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Ridgeway day 1 - Overton Hill to Liddington - 15.5 miles

Published: Apr 6, 2024 by

Walking the ridgeway national trail

Read all about my adventures walking the ridgeway in April 2024

We started the day at Overton Hill, a small car park just off the A4, walking up the gentle hill along the ridgeway. We had walked this first part in the opposite direction the previous day so knew what to expect.

The big difference this time was that we had the wind at our back, rather than in our faces which made the walk a lot more pleasant.

The path started off as a chalk track, but quickly turned to a rutted track, before turning into lots of mud. We saw some people ahead of us doing trail running, disappearing off into the distance, before we caught them up again later after one of them had fallen over in the mud, trying to clean the mud off their clothes and hands as best they could. My brother offered them a clean tissue to try and help. They thanked us and they carried on their way. We took a short drinks break before carrying on with our walk, not seeing them again.

After a few more miles, the muddy track turned into more of a gravel track, making it much easier to walk along. The views were fantastic, looking out towards the countryside and Swindon in the distance.

There were some parts of the walk where we felt like the only people for miles, but then we would suddenly see a few groups of people appearing. We soon realised that when we saw more people then we would be coming up to a car park, the people out for a bit of exercise along the ridgeway.

Soon the path headed gently downhill before heading back uphill with the large and imposing earthworks of Barbury Castle ahead. The ridgeway path heads through the centre of the huge earthworks, rather than around or nearby like other iron age hillforts along the way. Being higher up, the wind got a lot stronger here, not really relenting until the end of the walk, but there was a nice place to stop for lunch just after the castle at Barbury Hill, with a large car park and some picnic benches. There was a toilet block, but they were closed. There was also an ice cream van, but it didn’t seem like the right weather for it.

We stopped and ate our packed lunches, before I checked my feet. They were starting to feel a bit warm in places so I broke out the zinc oxide tape and taped up the affected areas to try and prevent them getting any worse.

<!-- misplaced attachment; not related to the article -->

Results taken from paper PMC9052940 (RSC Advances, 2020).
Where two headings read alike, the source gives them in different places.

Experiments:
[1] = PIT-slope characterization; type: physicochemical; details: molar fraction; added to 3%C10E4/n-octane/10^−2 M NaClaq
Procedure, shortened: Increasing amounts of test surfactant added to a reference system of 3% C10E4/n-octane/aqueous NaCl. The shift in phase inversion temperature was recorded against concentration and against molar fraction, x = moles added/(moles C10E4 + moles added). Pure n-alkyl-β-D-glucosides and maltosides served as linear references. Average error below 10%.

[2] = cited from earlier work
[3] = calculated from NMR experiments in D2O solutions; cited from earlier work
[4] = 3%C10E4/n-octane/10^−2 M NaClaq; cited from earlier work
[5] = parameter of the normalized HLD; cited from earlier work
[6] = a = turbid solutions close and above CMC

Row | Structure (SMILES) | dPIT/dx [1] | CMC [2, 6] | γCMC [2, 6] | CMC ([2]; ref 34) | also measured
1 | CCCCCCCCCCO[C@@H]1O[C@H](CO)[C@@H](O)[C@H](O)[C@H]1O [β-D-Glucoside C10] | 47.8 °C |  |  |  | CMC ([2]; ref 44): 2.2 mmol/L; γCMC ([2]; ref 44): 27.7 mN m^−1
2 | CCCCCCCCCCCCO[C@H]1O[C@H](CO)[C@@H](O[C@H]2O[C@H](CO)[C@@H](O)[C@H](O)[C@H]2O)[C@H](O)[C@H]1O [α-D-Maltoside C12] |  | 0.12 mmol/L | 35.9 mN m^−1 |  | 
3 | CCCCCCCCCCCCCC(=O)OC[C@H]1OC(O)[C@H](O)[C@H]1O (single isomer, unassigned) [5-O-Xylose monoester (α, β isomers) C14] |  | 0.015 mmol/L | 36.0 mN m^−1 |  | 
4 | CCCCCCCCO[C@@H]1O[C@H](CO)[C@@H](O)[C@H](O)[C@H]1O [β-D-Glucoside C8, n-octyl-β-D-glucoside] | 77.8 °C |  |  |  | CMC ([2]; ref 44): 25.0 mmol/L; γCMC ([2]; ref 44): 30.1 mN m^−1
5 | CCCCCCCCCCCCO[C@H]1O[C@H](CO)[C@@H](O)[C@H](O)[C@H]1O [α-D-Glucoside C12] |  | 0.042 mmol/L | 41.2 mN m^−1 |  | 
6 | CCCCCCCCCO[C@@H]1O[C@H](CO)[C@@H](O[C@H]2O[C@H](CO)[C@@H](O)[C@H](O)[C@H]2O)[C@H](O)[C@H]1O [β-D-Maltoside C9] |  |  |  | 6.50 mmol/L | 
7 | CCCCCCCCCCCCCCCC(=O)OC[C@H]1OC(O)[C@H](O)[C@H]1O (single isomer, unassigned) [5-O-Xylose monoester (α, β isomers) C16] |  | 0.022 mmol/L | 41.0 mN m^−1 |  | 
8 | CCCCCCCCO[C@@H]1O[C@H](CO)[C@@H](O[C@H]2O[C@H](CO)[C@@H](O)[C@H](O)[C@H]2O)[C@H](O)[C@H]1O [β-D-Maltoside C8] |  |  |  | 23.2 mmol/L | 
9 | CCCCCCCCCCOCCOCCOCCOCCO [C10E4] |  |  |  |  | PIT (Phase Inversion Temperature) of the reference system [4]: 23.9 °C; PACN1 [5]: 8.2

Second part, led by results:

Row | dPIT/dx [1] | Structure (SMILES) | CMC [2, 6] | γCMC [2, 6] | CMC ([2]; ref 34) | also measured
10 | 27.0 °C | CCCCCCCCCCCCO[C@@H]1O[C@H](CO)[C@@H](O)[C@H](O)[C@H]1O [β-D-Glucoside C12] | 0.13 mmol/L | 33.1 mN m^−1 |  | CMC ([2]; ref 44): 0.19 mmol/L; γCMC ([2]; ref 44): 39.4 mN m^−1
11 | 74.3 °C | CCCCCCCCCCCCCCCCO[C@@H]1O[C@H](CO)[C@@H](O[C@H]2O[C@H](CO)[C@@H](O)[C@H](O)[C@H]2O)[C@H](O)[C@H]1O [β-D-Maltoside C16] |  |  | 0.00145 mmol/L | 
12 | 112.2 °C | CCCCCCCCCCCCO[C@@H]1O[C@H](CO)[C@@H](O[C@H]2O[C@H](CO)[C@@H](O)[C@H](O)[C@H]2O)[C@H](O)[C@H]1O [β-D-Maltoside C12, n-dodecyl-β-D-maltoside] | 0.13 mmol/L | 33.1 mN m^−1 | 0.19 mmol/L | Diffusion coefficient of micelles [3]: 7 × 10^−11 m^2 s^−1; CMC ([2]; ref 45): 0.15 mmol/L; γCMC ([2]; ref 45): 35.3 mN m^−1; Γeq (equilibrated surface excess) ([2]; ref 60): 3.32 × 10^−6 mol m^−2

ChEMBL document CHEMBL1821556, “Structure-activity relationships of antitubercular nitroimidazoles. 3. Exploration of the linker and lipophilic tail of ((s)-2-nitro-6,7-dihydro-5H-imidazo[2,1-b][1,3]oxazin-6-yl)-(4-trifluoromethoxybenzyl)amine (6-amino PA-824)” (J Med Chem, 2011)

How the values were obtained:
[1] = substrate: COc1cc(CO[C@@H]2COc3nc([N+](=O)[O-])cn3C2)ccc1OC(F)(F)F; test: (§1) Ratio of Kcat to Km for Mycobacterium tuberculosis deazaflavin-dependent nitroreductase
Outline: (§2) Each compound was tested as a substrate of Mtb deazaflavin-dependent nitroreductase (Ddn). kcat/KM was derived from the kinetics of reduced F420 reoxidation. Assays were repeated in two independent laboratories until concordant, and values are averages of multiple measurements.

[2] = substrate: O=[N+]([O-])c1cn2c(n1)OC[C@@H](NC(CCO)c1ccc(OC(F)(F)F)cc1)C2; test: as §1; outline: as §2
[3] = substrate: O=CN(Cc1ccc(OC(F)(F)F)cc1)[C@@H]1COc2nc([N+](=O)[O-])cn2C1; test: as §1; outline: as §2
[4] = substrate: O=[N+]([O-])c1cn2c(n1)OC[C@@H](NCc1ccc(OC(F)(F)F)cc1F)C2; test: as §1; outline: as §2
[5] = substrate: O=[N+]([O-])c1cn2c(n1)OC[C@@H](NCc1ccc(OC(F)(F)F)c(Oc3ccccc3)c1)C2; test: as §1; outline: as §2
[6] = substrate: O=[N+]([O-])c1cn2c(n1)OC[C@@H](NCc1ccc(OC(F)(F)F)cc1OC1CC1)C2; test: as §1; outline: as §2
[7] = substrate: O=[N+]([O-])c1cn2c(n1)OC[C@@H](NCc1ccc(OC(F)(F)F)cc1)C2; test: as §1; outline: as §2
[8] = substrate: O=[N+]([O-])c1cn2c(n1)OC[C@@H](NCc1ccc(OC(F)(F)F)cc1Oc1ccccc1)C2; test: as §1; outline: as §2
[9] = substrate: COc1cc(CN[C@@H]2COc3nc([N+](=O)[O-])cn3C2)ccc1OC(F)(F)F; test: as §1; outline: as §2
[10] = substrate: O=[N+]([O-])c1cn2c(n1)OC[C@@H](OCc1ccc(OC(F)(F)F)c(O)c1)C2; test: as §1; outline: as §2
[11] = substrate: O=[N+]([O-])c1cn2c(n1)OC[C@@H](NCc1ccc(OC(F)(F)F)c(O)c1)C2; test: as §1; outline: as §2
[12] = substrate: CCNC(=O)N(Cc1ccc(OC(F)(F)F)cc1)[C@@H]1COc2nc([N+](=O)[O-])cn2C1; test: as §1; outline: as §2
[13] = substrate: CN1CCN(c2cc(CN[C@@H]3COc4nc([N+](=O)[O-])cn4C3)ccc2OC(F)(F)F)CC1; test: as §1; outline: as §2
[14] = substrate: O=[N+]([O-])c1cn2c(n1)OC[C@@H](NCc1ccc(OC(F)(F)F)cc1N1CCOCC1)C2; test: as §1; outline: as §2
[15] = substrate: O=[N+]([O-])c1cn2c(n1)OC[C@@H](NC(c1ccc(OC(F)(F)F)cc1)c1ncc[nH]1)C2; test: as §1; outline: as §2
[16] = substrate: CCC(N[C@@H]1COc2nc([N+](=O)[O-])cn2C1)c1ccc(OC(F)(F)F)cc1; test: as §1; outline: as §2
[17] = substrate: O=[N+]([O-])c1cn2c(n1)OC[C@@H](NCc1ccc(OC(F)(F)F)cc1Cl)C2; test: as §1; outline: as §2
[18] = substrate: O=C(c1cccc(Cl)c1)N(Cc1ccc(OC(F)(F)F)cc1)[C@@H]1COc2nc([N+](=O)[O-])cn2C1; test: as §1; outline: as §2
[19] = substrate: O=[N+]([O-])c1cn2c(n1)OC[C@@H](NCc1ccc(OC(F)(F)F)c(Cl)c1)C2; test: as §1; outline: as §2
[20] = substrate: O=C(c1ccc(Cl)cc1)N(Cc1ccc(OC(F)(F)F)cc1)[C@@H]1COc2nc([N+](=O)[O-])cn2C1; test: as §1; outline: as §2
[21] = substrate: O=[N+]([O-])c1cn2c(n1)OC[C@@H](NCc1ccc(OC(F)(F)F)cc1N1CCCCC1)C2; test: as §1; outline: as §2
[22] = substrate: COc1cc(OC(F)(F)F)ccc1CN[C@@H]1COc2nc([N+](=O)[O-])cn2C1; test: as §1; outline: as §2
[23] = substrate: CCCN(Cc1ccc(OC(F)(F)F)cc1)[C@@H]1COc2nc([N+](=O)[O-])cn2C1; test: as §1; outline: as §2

After a short walk along a track, we went onto Smeathe’s ridge. Despite the strong wind, this was a lovely section of walk along a grassy ridge, with great views on both sides. The wind was so loud we could barely talk to one another, but I was quite happy just taking in the scenery, enjoying the walk.

Up ahead we could see the village of Ogbourne St George in the valley, and beyond the ridge circling around the village in a horseshoe shape before continuing north towards Liddington Castle. This was one point that made me realise the vast distance that the ridgeway covered. When doing a circular walk you end up back where you started so you never really get that far away. The ridgeway was a very different philosophy.

We walked down to the village and off the ridge, hoping for a refreshment in a village pub. Unfortunately it turned out that the hotel and the village pub were both closed, so we walked under the A346, turned right, then left and found a track back up to the top of the ridge. The track seemed to follow alongside the ridge, but not quite reach it, before eventually relenting and rejoining the ridgeway.

From here there was a mix of farm tracks until we got closer to Liddington Castle, where it turned back to a muddy track. By now I was feeling a bit tired, but the views were lovely and I was excited to go back up hill a bit more to see even better views. The path heads near Liddington Castle, but not to it. My brother said there is not much there other than the earthworks, so we carried on around it.

Sometimes what seems like a short walk on the map can feel like a lot longer in reality. This stretch seemed to go on for a while without getting anywhere, but finally we started heading back downhill towards the road. From here we could see the M4 motorway snaking off into the distance. Our car was parked in a nearby layby where we had left it. We walked back to the car and gave each other a high five after finishing the first day’s walk. Sounds cheesy, but it felt great to get the first day of the ridgeway under our belt.


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